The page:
Remember the Achieving a Better Life Experience (ABLE) Act, which was passed in 2014 and authorized tax-favored savings accounts for people with disabilities? Proposed regulations issued in 2015 provided a blueprint for creating these ABLE accounts and authorized the IRS to develop forms needed for reporting purposes. Another law passed in December 2015 eliminated certain restrictions on the accounts. Now individual states are gearing up for action. So far, 40 states and the District of Columbia have approved legislation for ABLE accounts, including a consortium of nine states that are working together. If your state does not yet offer ABLE accounts (Indiana adopted ABLE accounts on March 21, 2016), you can open one in a state that does.
How the accounts work. An ABLE account resembles a Section 529 college savings plan, but is designed to benefit people with disabilities. The account offers a way to accumulate savings without losing other benefits. In brief, you establish an account for an eligible individual, make a contribution, and choose an investment option. The funds in the account grow on a tax-deferred basis. For 2016, the maximum contribution is $14,000, which may be sheltered from gift tax by the annual gift tax exclusion.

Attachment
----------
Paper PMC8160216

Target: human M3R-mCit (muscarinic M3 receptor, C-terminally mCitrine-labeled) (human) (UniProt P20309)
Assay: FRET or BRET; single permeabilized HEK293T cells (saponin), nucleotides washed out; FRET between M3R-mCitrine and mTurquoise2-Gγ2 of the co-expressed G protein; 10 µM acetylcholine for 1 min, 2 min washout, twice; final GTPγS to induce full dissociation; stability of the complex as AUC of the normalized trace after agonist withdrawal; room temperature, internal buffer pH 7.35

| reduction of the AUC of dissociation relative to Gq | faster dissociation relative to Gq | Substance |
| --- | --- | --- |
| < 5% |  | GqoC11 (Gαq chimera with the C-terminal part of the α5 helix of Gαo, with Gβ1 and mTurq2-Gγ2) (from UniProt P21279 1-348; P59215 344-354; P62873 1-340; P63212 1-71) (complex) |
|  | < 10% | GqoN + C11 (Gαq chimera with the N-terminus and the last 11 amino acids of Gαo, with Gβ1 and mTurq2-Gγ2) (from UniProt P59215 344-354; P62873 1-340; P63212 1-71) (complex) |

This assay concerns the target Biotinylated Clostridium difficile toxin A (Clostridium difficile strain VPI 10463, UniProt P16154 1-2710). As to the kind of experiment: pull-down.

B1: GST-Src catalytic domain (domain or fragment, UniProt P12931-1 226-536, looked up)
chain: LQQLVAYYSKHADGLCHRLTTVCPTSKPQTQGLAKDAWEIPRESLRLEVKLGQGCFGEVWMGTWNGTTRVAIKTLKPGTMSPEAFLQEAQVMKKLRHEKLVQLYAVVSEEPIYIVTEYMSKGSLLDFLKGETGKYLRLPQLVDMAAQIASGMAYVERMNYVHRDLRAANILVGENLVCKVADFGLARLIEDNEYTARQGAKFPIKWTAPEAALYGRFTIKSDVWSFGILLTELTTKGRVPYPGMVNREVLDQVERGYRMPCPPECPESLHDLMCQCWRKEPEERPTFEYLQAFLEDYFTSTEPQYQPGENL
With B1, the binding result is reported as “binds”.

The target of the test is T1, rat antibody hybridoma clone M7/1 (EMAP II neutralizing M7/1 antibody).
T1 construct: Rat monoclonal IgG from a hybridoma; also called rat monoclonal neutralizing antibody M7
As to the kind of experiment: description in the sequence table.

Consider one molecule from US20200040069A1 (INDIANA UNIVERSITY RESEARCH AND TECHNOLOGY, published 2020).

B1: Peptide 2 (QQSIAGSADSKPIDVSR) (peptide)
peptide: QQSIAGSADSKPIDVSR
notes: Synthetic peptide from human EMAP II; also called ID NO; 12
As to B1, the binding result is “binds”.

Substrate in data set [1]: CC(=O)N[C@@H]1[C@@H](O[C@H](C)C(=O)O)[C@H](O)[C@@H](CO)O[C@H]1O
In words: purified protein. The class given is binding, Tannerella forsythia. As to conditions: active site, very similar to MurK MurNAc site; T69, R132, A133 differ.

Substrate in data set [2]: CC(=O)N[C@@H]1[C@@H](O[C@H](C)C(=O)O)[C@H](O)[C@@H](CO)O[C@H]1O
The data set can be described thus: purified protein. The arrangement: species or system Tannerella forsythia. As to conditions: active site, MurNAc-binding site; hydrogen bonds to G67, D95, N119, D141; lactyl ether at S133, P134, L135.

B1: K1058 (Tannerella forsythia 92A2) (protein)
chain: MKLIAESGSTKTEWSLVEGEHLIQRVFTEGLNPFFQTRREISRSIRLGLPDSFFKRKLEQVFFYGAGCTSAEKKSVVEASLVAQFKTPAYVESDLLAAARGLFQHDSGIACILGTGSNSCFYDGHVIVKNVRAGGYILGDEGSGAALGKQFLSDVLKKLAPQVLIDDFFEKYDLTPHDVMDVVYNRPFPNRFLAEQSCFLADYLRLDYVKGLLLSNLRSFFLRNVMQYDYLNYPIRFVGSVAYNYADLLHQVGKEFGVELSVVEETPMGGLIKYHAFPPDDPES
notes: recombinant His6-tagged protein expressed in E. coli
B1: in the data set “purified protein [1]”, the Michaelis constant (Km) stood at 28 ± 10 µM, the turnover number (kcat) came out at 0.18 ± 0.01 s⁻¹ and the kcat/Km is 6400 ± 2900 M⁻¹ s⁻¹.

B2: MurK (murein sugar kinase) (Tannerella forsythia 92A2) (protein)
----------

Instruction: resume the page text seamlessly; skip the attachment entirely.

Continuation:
Account distributions for qualified expenses are tax-free. Qualified expenses include payments for education, housing, transportation, employment training and support, assistive technology, personal support services, health care expenses, and financial management and administrative services.
ABLE accounts are restricted to individuals who experienced the onset of a significant disability before age 26. A family member who meets this requirement and who is already receiving Supplemental Security Income and/or Medicaid is eligible to participate, typically with no impact to those benefits. However, when total assets in the account exceed $100,000, the Supplemental Security Income will be suspended until the balance drops below this threshold.
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